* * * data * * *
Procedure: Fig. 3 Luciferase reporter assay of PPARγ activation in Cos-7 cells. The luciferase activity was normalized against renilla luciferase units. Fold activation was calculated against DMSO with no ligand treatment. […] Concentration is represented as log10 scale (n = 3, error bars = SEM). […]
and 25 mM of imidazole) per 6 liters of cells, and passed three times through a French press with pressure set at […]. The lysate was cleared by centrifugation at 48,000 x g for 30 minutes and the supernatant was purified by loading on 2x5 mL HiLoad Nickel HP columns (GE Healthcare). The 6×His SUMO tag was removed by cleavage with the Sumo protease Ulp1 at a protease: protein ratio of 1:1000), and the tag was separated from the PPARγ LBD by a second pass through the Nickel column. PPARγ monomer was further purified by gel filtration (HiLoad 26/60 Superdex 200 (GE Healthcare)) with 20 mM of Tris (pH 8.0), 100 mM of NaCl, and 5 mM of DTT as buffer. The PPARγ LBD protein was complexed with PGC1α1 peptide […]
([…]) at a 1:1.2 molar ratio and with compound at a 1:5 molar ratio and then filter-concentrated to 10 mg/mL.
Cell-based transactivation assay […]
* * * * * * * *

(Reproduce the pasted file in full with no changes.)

Procedure: Fig. 3 Luciferase reporter assay of PPARγ activation in Cos-7 cells. The luciferase activity was normalized against renilla luciferase units. Fold activation was calculated against DMSO with no ligand treatment. […] Concentration is represented as log10 scale (n = 3, error bars = SEM). […]
and 25 mM of imidazole) per 6 liters of cells, and passed three times through a French press with pressure set at […]. The lysate was cleared by centrifugation at 48,000 x g for 30 minutes and the supernatant was purified by loading on 2x5 mL HiLoad Nickel HP columns (GE Healthcare). The 6×His SUMO tag was removed by cleavage with the Sumo protease Ulp1 at a protease: protein ratio of 1:1000), and the tag was separated from the PPARγ LBD by a second pass through the Nickel column. PPARγ monomer was further purified by gel filtration (HiLoad 26/60 Superdex 200 (GE Healthcare)) with 20 mM of Tris (pH 8.0), 100 mM of NaCl, and 5 mM of DTT as buffer. The PPARγ LBD protein was complexed with PGC1α1 peptide […]
([…]) at a 1:1.2 molar ratio and with compound at a 1:5 molar ratio and then filter-concentrated to 10 mg/mL.
Cell-based transactivation assay […]